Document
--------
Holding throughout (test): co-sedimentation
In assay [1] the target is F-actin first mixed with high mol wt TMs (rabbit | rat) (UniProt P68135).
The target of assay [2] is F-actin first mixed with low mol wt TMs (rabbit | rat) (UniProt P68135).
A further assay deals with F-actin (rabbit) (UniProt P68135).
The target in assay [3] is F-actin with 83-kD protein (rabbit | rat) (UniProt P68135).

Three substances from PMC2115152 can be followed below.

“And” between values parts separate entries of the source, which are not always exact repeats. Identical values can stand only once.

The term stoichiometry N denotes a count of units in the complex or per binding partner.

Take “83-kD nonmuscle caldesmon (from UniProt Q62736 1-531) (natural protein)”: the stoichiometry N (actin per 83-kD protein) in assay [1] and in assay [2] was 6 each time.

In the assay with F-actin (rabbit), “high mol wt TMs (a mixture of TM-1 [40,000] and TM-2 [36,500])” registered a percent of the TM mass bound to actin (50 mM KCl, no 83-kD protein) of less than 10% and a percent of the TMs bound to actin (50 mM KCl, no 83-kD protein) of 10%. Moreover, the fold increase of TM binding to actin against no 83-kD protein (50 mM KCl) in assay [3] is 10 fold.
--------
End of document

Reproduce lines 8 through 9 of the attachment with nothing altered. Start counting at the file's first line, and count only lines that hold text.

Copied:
The term stoichiometry N denotes a count of units in the complex or per binding partner.

Take “83-kD nonmuscle caldesmon (from UniProt Q62736 1-531) (natural protein)”: the stoichiometry N (actin per 83-kD protein) in assay [1] and in assay [2] was 6 each time.